If you wanna hang out you’ve got to take her out; cocaine.If you wanna get down, down on the ground; cocaine. She don’t lie, she don’t lie, she don’t lie; cocaine.

Lyrics by JJ Cale, 1975

The most popular form of taking powdered cocaine is “insufflation” — using rolled-up banknotes, straws, hollowed-out pens, long fingernails, specially designed spoons, and even tampon applicators. The drug is poured onto a flat surface and divided into “bumps“, “lines” or “rails” and snorted.

Cocaine users rarely inject; in fact the lack of the paraphernalia associated with injecting serious drugs such as heroin is a principal factor in coke’s popularity. Where cocaine is injected it is frequently combined with heroin to form the infamous “speedball”. It was this cocktail of drugs which killed, among many others, the comedian John Belushi and actor River Phoenix.

Maurice ‘Maury’ Levy: Why’d you shoot Mike-Mike in his, um, hind parts, Mr Little?

Omar Little: Let’s say we had a disagreement.

Maurice ‘Maury’ Levy: A disagreement over?

Omar Little: Well, you see, Mike-Mike thought he should keep that cocaine he was slingin’ and the money he was makin’ from slingin’ it. I thought otherwise.

The Wire, 2008

The secret of cocaine’s “success“, apart from the easy availability of the drug, is its effect on the chemistry of the body, increasing the levels of dopamine and serotonin and stimulating the pleasure centres of the brain. This makes it particularly attractive as a “party” drug in tune with the hedonistic lifestyle which has arisen through the greater affluence of the past 25 years.

But the phenomenal growth in its market has also seen immense wealth for drug cartels whose turnover is the equivalent, or greater, than many trans-global corporations.

“I am trying to think of drawbacks to cocaine. I get sweaty. But I drive better, I park better, I chat better, I feel better and I make love better.”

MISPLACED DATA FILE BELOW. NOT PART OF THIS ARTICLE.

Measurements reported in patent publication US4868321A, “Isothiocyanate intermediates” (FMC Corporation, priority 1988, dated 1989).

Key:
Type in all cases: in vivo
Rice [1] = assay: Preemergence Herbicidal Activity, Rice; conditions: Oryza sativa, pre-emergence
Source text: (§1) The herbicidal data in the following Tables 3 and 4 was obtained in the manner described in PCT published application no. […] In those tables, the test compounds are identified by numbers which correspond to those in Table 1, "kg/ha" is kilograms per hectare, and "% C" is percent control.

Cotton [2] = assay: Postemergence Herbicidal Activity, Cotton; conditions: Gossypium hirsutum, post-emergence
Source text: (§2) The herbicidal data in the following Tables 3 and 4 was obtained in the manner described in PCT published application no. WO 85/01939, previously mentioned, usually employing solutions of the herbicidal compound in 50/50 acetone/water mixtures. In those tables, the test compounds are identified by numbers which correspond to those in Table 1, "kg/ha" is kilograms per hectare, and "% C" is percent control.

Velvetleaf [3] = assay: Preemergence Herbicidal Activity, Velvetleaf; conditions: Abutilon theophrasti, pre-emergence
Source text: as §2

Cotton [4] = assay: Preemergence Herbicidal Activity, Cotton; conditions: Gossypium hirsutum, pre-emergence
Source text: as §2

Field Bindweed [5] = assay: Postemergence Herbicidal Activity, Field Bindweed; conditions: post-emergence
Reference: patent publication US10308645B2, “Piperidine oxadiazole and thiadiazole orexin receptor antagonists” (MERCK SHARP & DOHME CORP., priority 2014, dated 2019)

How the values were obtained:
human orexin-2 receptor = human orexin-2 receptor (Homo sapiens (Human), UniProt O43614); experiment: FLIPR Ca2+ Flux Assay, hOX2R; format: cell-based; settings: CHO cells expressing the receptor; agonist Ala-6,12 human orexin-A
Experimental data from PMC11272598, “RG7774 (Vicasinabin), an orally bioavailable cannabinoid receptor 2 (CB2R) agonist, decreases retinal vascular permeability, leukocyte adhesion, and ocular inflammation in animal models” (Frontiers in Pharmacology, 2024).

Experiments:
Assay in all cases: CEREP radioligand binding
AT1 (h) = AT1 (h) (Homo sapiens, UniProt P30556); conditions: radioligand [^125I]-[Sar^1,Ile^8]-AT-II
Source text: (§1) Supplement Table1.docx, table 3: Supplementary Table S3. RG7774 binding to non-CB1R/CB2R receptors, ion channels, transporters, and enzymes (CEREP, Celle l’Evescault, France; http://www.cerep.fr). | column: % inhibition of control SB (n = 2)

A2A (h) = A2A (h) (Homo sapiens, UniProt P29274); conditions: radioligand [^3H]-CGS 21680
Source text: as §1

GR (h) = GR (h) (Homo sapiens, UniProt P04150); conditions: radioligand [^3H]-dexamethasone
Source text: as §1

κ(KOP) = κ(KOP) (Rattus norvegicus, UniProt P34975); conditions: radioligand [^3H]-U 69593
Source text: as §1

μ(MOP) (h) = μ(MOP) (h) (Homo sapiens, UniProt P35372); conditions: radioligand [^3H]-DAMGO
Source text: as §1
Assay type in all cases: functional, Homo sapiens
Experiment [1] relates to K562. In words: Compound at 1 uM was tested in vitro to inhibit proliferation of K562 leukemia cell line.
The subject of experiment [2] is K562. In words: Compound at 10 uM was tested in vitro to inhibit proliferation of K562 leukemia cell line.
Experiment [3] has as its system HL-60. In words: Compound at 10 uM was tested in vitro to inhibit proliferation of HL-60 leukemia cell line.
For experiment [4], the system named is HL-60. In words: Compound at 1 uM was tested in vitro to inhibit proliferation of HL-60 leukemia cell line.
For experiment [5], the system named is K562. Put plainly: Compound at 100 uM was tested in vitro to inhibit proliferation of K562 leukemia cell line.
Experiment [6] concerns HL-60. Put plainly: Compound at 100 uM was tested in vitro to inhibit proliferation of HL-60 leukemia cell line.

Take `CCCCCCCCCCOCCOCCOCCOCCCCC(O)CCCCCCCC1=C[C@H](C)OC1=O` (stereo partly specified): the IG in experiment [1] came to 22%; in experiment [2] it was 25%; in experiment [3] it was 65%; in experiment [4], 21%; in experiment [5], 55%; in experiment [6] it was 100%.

Cocaine user, aged 28

Of all the drugs cocaine can give the most instantaneous high, but is then followed by feelings of depression known as a “crash“, leading the user to increase their intake.

As cocaine use becomes more chronic the crash is accompanied by muscle spasms, headaches, and increased suicidal depression.

Cocaine use greatly increases the rate of heart attack (six times higher for users than non-users). During the hour after cocaine is taken heart attack risk rises 24-fold. The drug causes acute respiratory and pulmonary problems and lung trauma exemplified by the recent warnings about the lifespan of Amy Winehouse due to her use of crack cocaine.

The most notorious physical manifestation is cocaine’s ability to degrade and ultimately destroy the cartilage separating the nostrils, dramatically brought to public attention by the case of EastEnders actress Daniella Westbrook five years ago.

Don’t mess with that cocaine shit. It will ruin everything . . . your life, your mind, your family . . . and everyone in between. It will take everything from you, I mean everything. I have been there, done that. I have been clean from that crap for 7 years, and never want to look back. Just stay away from that satanic dust. Please take my advice. Also, It’s not fun looking at serious time. Good luck :)

Bulletin board message from a former user

More in this section